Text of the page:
It’s all hands to the loom at the Harris Tweed Hebrides mill in Shawbost where staff are working hard to fulfil the many requests for samples taken at this year’s Première Vision trade show in Paris.
Representatives from Harris Tweed Hebrides have attended Première Vision — the biggest global trade show for the fashion and textiles industry — every year since the mill reopened for business more than eight years ago.
Held from September 15 to 17 in the vast international Exhibition Centre, this year’s Première Vision was one of the most successful ones yet for the Harris Tweed Hebrides team, headed up by chief executive Ian Angus Mackenzie.
The trade show is not open to the public but is instead attended by those working in the apparel side of the textiles industry, be they be buyers, designers or business owners.
For Harris Tweed Hebrides, whose geographical location on the edge of the Atlantic brings challenges as well as advantages, Première Vision is a fantastic opportunity for networking with customers — new and existing — as well as agents and peers within the industry.
It is where their new collection of fabrics is always launched and when their order year begins. The size of the samples order book to come out of PV is a fair indicator of what kind of year the company will have.
Chief executive Ian Angus Mackenzie said: “It was a very successful show.
“The Harris Tweed Hebrides team are all back at Shawbost and are working hard to fulfil customers’ sample requests which we hope will then lead to orders for the 2016 season.
Première Vision remains the most important trade show for our collection as we continue to see the number of international buyers looking for Harris Tweed increase year on year. The show never fails to inspire and enthuse for the season ahead.”
The show enabled Harris Tweed Hebrides to meet with a lot of existing customers from around the world, particularly Japan, Germany and the UK. They also met a number of new customers particularly from Korea, France and the USA.
Everyone who is anyone attends PV — all the major design houses will have a presence there — but they all ask the same question at the stalls: “what’s new?”
Harris Tweed Hebrides brand development director Margaret Ann Macleod said: “Presenting variety in cloth designs and colourways is really important for keeping interest in Harris Tweed.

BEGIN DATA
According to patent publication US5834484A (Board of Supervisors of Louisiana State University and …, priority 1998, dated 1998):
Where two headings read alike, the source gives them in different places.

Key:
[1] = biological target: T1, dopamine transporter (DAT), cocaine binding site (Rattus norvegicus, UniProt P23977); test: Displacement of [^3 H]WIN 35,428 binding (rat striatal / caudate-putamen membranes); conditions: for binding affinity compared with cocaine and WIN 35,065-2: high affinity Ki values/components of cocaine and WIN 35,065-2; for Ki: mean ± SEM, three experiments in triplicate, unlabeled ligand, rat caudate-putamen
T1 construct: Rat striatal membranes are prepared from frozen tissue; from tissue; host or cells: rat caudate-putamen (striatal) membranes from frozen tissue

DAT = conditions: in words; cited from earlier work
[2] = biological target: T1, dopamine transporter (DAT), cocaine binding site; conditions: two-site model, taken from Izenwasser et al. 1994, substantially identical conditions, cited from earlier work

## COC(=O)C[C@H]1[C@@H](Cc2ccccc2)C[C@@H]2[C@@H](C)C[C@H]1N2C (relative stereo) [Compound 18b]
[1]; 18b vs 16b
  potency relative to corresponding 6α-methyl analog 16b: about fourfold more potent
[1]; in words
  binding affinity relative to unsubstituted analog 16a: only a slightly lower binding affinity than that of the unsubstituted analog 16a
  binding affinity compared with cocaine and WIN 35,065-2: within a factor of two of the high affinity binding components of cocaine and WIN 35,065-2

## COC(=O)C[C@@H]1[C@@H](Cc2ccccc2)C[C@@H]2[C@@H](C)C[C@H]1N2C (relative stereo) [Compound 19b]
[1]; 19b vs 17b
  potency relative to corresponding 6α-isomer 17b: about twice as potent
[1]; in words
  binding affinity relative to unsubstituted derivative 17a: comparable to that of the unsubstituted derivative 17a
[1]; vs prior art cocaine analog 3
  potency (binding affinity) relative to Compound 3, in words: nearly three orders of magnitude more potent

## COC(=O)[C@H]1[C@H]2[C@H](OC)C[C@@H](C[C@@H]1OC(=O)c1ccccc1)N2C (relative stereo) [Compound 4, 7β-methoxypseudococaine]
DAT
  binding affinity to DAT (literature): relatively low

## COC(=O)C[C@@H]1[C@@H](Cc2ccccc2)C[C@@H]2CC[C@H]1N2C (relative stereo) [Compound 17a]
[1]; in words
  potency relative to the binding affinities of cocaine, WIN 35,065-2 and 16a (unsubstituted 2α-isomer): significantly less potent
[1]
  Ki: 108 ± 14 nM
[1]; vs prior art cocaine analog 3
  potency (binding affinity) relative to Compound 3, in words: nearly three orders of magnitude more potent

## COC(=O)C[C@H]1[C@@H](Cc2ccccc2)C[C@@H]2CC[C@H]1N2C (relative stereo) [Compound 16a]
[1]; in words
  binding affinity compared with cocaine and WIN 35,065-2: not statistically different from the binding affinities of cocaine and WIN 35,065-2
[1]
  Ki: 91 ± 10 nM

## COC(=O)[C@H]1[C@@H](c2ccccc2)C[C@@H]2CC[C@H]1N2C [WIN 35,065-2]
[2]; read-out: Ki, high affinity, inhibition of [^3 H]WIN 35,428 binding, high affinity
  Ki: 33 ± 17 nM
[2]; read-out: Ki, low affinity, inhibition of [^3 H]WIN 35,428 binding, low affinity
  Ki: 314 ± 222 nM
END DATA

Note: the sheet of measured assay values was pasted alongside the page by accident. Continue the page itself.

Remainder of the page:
“We have more than 500 designs in our collection. But if you don’t show variety, there’s no freshness and our buyers all come to the trade show to see newness.”
There were fresh colours and new patterns to reflect a modern fabric as well as one with a fine history and heritage. But the bigger collection was also to hand. Staff take samples of every single fabric in the Harris Tweed Hebrides stock range with them to Paris so potential clients can browse them all.
The days of customers writing large orders at trade shows are long gone. But these shows remain critical in terms of receiving orders for the following season and preparing samples after the show is a vital part of that process.
These samples are reviewed in design offices as buyers make their decisions on what fabrics to include in their next winter collection. The main orders typically arrive at the mill between January and March.
Since reopening in 2008, the company have gone from strength to strength and turned around the fortunes of an industry that was in grave decline.
Most recently, Harris Tweed Hebrides were named Scotland’s top SME exporter, but their most prized accolades have come from the trade itself. In 2013, the UK Fashion and Textiles industry named HTH the Textile Business of the Year and Manufacturer of the Year.
HTH chief executive Ian Angus hailed that as “a tremendous validation by our peers” and it was, appropriately enough, under the banner of the UKFT industry that Harris Tweed Hebrides flew the flag for British fabrics on the global stage in Paris.